Finance Minister Nirmala Sitharaman clarified in her post-Budget press conference that the newly levied Agriculture Infrastructure and Development Cess will not be borne by the end user on even a single item on which it is imposed.
At the press conference, a journalist asked Sitharaman the rationale behind the cess, to which she replied that they reduced the custom duties [for alcohol, as asked by the journalist] and imposed a disproportionately low cess.
This, the finance minister claimed would translate to a lower or to a retained cost for the consumer.
"For example, 10% was bought down in customs, we have only added 5%-6% of cess", she illustrated. She further added (in Hindi), "It's a restructure; whatever we used to earn from excise and customs, we carved out the Agricultural Infrastructure and Development Cess from there".
Sitharaman also said in her opening remarks before taking questions, "In no category has he [the consumer] ended up paying more after the Agriculture Infrastructure and Development Cess".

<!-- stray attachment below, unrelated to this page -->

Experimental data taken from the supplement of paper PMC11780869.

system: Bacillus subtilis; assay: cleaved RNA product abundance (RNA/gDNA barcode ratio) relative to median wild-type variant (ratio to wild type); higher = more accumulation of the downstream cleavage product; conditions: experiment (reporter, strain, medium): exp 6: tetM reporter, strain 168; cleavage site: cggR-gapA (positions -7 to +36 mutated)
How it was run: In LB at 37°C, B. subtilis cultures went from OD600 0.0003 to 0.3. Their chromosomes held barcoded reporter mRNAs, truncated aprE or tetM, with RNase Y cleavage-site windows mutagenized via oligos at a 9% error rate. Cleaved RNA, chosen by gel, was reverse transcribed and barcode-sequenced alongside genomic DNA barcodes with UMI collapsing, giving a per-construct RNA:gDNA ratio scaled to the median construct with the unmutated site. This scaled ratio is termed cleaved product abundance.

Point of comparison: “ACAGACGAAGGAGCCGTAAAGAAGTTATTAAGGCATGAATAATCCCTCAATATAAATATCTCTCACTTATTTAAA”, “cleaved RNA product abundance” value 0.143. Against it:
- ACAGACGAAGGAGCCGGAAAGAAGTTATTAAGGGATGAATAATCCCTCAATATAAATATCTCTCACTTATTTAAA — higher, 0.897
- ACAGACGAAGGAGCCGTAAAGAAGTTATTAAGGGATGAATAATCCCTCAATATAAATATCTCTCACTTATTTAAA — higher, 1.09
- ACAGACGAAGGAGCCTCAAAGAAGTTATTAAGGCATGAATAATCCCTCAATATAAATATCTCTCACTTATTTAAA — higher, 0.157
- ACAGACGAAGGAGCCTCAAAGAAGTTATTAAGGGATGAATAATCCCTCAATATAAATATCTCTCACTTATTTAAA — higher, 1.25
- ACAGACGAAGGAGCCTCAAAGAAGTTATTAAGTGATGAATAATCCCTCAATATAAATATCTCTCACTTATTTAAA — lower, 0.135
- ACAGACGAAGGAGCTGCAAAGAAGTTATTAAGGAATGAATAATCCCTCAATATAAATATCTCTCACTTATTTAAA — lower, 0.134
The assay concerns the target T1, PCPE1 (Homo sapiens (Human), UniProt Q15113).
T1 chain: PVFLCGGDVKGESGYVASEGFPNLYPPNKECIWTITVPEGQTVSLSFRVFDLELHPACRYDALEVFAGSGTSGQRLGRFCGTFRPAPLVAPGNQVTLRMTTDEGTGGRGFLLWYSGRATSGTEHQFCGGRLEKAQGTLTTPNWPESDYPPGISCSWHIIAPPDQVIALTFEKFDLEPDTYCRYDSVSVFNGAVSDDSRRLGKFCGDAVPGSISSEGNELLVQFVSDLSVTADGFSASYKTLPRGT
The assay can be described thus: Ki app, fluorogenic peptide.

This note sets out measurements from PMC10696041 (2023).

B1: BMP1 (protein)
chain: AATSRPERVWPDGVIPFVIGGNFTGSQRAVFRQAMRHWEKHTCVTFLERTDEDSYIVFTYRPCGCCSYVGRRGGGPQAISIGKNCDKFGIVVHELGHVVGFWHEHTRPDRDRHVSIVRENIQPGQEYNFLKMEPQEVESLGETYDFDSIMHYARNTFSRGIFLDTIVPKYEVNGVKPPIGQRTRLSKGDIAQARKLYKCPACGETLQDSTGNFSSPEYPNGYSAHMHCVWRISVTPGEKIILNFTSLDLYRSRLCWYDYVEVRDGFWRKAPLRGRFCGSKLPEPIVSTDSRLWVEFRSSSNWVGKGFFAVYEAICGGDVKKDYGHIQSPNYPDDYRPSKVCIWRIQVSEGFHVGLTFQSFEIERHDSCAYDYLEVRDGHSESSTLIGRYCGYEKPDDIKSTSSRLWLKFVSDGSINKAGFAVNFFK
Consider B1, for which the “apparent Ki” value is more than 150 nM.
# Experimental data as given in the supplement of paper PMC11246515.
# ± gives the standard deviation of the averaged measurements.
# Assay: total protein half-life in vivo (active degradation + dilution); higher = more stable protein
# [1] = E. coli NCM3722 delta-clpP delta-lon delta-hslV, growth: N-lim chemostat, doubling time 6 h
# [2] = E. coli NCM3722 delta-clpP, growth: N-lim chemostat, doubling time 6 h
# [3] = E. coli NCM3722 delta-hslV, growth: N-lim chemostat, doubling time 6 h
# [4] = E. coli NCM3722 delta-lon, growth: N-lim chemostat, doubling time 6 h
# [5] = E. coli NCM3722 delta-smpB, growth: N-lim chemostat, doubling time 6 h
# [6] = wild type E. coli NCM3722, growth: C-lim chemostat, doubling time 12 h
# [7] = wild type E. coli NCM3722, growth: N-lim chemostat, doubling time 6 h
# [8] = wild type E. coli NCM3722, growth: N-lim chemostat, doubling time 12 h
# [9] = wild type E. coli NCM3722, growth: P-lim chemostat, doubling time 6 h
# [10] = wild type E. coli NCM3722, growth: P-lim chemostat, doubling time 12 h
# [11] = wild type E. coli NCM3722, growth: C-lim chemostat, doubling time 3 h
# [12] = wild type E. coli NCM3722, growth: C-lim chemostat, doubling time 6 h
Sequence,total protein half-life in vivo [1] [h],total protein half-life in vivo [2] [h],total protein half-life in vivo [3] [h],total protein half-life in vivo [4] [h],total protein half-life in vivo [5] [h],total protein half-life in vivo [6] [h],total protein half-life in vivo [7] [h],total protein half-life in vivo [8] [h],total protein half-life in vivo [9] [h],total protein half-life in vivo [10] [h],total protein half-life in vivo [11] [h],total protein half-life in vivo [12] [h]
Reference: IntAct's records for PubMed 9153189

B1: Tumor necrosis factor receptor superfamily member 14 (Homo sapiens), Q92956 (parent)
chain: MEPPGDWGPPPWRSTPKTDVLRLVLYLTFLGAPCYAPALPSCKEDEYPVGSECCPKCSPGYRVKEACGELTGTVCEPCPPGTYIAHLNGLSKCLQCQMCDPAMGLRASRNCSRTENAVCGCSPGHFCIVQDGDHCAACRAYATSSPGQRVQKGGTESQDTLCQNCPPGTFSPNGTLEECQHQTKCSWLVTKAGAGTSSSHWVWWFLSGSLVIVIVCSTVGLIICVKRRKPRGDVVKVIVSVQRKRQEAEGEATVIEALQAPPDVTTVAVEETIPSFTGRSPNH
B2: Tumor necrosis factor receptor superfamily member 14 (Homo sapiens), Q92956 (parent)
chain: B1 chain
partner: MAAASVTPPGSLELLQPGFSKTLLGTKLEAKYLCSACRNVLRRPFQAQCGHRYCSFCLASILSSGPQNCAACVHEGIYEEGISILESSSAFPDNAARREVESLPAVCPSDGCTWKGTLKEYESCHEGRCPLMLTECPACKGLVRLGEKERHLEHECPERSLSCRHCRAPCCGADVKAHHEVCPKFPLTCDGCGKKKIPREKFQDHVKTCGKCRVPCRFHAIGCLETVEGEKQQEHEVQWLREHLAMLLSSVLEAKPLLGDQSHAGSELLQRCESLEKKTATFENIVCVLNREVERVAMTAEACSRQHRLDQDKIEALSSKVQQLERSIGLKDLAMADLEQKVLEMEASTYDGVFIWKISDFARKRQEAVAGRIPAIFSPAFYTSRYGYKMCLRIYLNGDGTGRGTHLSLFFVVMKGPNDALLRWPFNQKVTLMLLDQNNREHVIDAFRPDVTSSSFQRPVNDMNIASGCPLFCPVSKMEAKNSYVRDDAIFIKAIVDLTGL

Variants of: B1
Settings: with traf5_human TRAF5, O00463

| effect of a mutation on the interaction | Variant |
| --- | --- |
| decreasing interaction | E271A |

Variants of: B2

Further, she cited the government's focus on agriculture as the reason behind this move. The government wanted to be sure that in order to improve agricultural infrastructure, a dedicated amount is coming into the budget towards that. A cess may be levied directly or indirectly and is used by governments to raise funds for a specific purpose.
She said that it is simply a restructuring that they have done on basic customs duty and excise, and that it would not be levied on the final consumer. Rather, they could end up paying less or paying nothing more at all on these items.
On what items has the cess been levied?
The annexure to the finance minister's Budget speech has shared details on which products this will be added to. Find this annexure as a part of her speech here.
On the customs side, a proposed cess is mentioned in the image below below. The cess, on alcohol, for example, is 100%, while that on lignite, coal and peat is 1.5%. While the government may have imposed a cess, they have also provided a new schedule of customs on these items to counteract the cess.
There is also an excise side imposition on fuel - ₹2.5 per litre on petrol and ₹4 per litre on diesel. Again, the annexure states that this cess would not trickle down to the consumer.
Her statement can be seen below.
Updated On: 2021-02-01T18:28:14+05:30